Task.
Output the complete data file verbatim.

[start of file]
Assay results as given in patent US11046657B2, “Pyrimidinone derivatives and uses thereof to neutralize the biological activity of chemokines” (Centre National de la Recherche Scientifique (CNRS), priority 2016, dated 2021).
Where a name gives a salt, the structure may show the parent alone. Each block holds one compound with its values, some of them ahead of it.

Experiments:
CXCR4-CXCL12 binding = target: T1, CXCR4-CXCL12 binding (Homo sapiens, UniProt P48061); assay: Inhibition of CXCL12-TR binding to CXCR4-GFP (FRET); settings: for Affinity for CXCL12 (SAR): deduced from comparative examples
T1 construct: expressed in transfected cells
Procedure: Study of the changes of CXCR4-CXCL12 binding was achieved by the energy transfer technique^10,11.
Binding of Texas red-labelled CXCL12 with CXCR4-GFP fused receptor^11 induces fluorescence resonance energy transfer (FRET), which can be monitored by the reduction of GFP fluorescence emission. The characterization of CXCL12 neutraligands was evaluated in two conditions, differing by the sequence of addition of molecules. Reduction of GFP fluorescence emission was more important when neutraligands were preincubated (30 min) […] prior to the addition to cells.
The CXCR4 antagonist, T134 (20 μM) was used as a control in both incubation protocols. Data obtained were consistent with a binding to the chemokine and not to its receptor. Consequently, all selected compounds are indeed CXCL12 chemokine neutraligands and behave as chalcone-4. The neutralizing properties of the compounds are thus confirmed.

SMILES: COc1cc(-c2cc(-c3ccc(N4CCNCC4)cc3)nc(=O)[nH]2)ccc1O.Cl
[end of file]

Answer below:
Assay results as given in patent US11046657B2, “Pyrimidinone derivatives and uses thereof to neutralize the biological activity of chemokines” (Centre National de la Recherche Scientifique (CNRS), priority 2016, dated 2021).
Where a name gives a salt, the structure may show the parent alone. Each block holds one compound with its values, some of them ahead of it.

Experiments:
CXCR4-CXCL12 binding = target: T1, CXCR4-CXCL12 binding (Homo sapiens, UniProt P48061); assay: Inhibition of CXCL12-TR binding to CXCR4-GFP (FRET); settings: for Affinity for CXCL12 (SAR): deduced from comparative examples
T1 construct: expressed in transfected cells
Procedure: Study of the changes of CXCR4-CXCL12 binding was achieved by the energy transfer technique^10,11.
Binding of Texas red-labelled CXCL12 with CXCR4-GFP fused receptor^11 induces fluorescence resonance energy transfer (FRET), which can be monitored by the reduction of GFP fluorescence emission. The characterization of CXCL12 neutraligands was evaluated in two conditions, differing by the sequence of addition of molecules. Reduction of GFP fluorescence emission was more important when neutraligands were preincubated (30 min) […] prior to the addition to cells.
The CXCR4 antagonist, T134 (20 μM) was used as a control in both incubation protocols. Data obtained were consistent with a binding to the chemokine and not to its receptor. Consequently, all selected compounds are indeed CXCL12 chemokine neutraligands and behave as chalcone-4. The neutralizing properties of the compounds are thus confirmed.

SMILES: COc1cc(-c2cc(-c3ccc(N4CCNCC4)cc3)nc(=O)[nH]2)ccc1O.Cl